- Switzerland supports reforms in Extractive Industry in Ghana
Ghana, a country rich in natural resources, joined the Global Extractive Industries Transparency Initiative (EITI) in 2003 in an effort to uphold good governance in the extractives sector. Subsequently, the country joined the Open Government Partnership (OGP) in 2011 to make government more open, accountable and responsive to citizens.
EITI is a multi-stakeholder effort comprising government agencies, civil society actors and extractive companies. Implementation of the EITI in Ghana has largely promoted accountability in the extractive sector. Of this, the Ministry of Finance has been a driving force of the EITI process here in Ghana.
Accordingly, the national-level Ghana Extractive Industries Transparency Initiative (GHEITI) has produced annual reconciliation reports covering fiscal payments by extractive companies to government for the mining sector since 2004, and for the oil and gas sector since 2011.
The government of Ghana through the GHEITI – with support from Development Partners that include the government of Switzerland through the State Secretariat for Economic Affairs (SECO) and the Multi-Stakeholder Group (MSG) – has so far produced 16 EITI reports in the mining sector and nine reports for the oil and gas sector.
The recommendations of these EITI reports have informed policy direction and decision-making in the legislative, fiscal and institutional dimensions of the mining, oil and gas sectors.
The EITI seeks to create that missing transparency and accountability in revenue flows from the extractive industry. In effect, this has allowed for public scrutiny of revenues from the extractives sectors of the economy.
At the launch of the 2019 GHEITI report, the Swiss Ambassador Philip Stalder said: “Switzerland has co-financed the EITI reports and my country, for many years, supported the Extractive Industries Transparency Initiative (EITI) to improve governance of the extractive sector globally. This is based on our conviction that the benefits of natural resources, such as oil, gas and minerals, belong to the people and not to the government of a country”.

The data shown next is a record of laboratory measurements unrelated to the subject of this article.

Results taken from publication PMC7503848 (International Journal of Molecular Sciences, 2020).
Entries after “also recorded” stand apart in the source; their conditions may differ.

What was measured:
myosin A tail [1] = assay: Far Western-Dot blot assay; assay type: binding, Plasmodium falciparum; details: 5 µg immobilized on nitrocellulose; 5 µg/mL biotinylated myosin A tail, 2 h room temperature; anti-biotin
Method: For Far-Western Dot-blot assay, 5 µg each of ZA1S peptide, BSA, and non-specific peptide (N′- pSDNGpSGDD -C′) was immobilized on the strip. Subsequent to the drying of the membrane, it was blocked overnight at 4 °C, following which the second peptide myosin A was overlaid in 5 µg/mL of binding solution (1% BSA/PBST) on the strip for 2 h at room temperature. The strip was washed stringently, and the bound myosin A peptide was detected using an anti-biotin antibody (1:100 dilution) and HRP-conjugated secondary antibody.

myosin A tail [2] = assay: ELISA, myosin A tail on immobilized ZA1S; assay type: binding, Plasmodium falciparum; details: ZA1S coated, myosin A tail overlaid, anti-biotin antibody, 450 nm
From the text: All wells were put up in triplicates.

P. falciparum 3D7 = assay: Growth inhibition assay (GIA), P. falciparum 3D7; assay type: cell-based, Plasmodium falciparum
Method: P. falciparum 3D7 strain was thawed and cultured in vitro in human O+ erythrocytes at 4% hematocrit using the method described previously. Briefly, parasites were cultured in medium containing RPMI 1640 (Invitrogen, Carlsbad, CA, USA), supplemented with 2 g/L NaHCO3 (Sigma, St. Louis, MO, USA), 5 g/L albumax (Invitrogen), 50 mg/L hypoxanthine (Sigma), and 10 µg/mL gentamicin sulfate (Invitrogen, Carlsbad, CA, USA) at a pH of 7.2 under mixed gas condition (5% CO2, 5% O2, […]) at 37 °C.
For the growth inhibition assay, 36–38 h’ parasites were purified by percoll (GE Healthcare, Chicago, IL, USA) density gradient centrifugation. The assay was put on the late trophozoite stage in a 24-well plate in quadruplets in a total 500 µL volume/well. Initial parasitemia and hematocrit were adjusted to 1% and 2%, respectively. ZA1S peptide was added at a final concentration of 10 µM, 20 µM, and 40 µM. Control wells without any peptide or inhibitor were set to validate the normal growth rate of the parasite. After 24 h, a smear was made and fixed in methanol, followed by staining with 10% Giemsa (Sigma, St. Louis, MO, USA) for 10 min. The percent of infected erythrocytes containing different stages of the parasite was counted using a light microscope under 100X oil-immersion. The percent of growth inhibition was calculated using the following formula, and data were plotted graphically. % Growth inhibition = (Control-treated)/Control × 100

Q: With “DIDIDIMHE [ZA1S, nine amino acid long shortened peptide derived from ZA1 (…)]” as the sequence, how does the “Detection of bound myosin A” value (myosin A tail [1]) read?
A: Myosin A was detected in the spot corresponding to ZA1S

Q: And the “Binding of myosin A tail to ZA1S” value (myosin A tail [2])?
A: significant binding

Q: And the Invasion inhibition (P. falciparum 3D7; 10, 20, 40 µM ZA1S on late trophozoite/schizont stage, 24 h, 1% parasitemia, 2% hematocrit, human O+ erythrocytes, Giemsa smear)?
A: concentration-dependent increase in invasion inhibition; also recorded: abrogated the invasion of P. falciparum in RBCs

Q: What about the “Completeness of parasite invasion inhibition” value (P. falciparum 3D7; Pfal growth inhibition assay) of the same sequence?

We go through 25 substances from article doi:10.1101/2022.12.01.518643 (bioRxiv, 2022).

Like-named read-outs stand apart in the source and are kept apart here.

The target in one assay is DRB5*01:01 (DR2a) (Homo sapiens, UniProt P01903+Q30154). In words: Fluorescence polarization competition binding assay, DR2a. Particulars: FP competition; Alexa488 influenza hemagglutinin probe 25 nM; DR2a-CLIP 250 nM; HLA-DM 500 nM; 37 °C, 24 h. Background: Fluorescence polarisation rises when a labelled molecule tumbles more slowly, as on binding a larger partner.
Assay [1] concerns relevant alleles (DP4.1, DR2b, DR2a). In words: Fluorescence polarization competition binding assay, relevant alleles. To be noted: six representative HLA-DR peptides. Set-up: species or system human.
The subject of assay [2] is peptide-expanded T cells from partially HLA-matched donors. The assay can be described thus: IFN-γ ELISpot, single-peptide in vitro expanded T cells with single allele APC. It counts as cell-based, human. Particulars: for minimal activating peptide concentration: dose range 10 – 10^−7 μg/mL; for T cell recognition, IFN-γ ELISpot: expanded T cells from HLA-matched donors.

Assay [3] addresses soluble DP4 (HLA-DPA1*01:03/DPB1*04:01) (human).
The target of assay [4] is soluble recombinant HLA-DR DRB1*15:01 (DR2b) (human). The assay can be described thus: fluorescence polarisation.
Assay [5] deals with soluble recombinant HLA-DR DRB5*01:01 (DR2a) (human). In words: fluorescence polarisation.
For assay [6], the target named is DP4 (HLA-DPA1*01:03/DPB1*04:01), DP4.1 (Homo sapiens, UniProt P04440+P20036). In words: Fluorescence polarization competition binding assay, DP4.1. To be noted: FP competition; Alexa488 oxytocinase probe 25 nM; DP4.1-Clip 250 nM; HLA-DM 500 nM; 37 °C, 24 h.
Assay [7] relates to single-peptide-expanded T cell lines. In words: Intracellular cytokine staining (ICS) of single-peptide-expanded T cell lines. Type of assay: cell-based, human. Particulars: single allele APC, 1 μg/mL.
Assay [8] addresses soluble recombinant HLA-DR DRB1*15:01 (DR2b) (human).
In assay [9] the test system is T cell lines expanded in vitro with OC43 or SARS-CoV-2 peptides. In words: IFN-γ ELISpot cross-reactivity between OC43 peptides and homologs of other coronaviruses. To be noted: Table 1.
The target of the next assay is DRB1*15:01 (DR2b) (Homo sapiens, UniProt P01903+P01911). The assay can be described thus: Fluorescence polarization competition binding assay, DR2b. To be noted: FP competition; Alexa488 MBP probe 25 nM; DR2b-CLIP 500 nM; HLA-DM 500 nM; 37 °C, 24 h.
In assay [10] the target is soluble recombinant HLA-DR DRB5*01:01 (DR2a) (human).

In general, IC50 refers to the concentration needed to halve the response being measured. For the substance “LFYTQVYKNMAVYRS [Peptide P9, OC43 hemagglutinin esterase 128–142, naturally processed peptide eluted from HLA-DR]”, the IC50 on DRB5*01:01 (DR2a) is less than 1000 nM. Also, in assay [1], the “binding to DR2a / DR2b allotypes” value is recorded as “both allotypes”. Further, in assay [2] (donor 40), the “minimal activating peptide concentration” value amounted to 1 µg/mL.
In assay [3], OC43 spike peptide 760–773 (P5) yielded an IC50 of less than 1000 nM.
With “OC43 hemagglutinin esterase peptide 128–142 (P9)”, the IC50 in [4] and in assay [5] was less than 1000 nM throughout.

The EITI mechanism aims at strengthening public debate, ownership and seeks to enhance trust among the various stakeholders.
“Overall, the EITI process has evolved positively. What is interesting to underline is the crucial shift in how the standard allows countries and companies to systematically disclose information through their own system. New ground was broken with disclosure requirements on environmental, social and gender impacts,” he said.
Ghana-Swiss Cooperation Programme
With the 2021–2024 Cooperation Programme, SECO is supporting Ghana on its path toward a resilient, self-dependent future. SECO’s main goal is to contribute to a resilient and self-dependent Ghana.
In line with the United Nation’s 2030 Agenda for Sustainable Development and Switzerland’s new International Cooperation Strategy 2021–2024, SECO focuses its efforts on promoting economic development. In Ghana, SECO’s thematic priority areas concentrate on promoting attractive framework conditions for sustainable growth and the unlocking of more and better jobs and decent income opportunities. Gender equality and climate change mitigation, adaptation and resource efficiency are transversal topics to both thematic priorities.
Considering the lessons learned and building on the results achieved in the 2017–2020 cycle, the Cooperation Programme 2021–2024 defines the strategic framework for the future activities of SECO over the next four years.
Measures under the thematic priority 1 include: 1) transparent an efficient public finance; 2) further decentralisation of public services; 3) introduction of a rules-based trade system and innovation-friendly business environment; and 4) reliable access to sustainable energy. Measures under the thematic priority 2 include: 1) the development of market-oriented skills; 2) innovative financial sector promoting access to finance; and 3) the promotion of a competitive, responsible and innovative business environment.
SECO’s development cooperation will also examine bridging activities within the context of the bilateral cooperation between Switzerland and Ghana for bilateral emission abatement measures. Ghana and Switzerland have in fact signed an agreement in relation with Art. 6 of the UNCCC Paris Agreement for the compensation of emission reductions.
The Swiss Federal Office for the Environment (FOEN) and the United Nations Development Programme (UNDP) announced in March 2022, a US$42million pay-for-results collaboration to unlock the development benefits of private climate investments in developing countries while supporting Switzerland to reduce greenhouse gas emissions generated by its government operations.
Beyond emissions reductions, climate mitigation projects can directly or indirectly yield many development benefits – including job creation, access to energy, support to livelihoods and food security, gender empowerment and more.
This new agreement – the first of its kind for UNDP – will be active from 2022 until 2031, and aims to boost the development benefits associated with climate mitigation projects. Initially, it will support energy access through solar power in Vanuatu and climate-smart agriculture in Ghana, with the possibility of supporting additional projects and countries.